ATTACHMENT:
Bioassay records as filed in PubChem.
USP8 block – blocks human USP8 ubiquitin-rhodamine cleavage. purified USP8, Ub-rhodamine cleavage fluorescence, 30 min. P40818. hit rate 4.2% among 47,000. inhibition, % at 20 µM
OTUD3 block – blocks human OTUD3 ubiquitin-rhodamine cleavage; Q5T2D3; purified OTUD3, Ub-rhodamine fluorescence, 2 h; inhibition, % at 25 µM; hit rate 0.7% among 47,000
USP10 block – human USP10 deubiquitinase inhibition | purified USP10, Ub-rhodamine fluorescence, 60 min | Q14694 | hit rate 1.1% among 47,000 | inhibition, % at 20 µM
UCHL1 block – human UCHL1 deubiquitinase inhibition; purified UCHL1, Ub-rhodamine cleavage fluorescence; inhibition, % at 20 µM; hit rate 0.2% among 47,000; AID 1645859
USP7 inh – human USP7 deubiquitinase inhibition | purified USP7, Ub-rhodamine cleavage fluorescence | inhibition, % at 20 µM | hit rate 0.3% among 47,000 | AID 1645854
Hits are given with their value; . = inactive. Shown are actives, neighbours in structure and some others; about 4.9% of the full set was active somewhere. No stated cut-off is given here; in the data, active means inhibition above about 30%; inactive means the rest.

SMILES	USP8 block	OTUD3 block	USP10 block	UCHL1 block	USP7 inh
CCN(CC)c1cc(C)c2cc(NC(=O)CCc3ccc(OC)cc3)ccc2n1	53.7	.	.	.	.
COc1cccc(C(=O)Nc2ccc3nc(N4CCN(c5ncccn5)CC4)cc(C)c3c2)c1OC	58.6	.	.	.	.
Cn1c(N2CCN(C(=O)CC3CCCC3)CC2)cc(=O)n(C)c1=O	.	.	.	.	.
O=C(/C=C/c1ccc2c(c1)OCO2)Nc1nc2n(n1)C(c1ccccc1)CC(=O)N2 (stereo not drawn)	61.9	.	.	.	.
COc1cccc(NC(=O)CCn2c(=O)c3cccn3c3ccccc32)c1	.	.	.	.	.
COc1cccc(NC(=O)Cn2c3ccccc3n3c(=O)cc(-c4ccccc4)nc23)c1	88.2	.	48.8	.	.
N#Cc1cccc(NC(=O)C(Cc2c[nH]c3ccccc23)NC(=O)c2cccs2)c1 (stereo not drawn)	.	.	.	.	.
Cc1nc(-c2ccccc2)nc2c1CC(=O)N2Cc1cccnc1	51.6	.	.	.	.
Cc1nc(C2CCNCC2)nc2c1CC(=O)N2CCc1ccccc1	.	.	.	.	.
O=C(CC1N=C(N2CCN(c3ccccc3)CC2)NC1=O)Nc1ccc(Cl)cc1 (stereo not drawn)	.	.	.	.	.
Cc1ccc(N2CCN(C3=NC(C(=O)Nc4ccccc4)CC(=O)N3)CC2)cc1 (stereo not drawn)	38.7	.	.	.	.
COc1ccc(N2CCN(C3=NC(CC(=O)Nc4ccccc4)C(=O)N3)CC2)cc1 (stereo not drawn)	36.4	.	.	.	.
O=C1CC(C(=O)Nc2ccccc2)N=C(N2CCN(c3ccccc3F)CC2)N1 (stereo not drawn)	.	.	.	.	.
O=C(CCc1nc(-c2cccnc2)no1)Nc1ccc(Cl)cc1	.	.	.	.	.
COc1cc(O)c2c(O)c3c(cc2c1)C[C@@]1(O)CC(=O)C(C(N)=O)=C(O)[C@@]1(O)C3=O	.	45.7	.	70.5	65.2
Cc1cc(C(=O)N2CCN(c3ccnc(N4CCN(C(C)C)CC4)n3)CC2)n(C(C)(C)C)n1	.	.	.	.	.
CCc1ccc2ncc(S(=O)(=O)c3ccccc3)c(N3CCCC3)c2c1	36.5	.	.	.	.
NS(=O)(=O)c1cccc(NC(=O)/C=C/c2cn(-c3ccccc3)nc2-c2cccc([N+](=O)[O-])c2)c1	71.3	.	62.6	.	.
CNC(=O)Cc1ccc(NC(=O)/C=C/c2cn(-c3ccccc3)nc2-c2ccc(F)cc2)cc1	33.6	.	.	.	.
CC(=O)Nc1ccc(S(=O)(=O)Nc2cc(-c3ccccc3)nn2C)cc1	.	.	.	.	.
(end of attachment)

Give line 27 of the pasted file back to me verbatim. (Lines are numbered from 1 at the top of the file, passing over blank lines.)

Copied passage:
CNC(=O)Cc1ccc(NC(=O)/C=C/c2cn(-c3ccccc3)nc2-c2ccc(F)cc2)cc1	33.6	.	.	.	.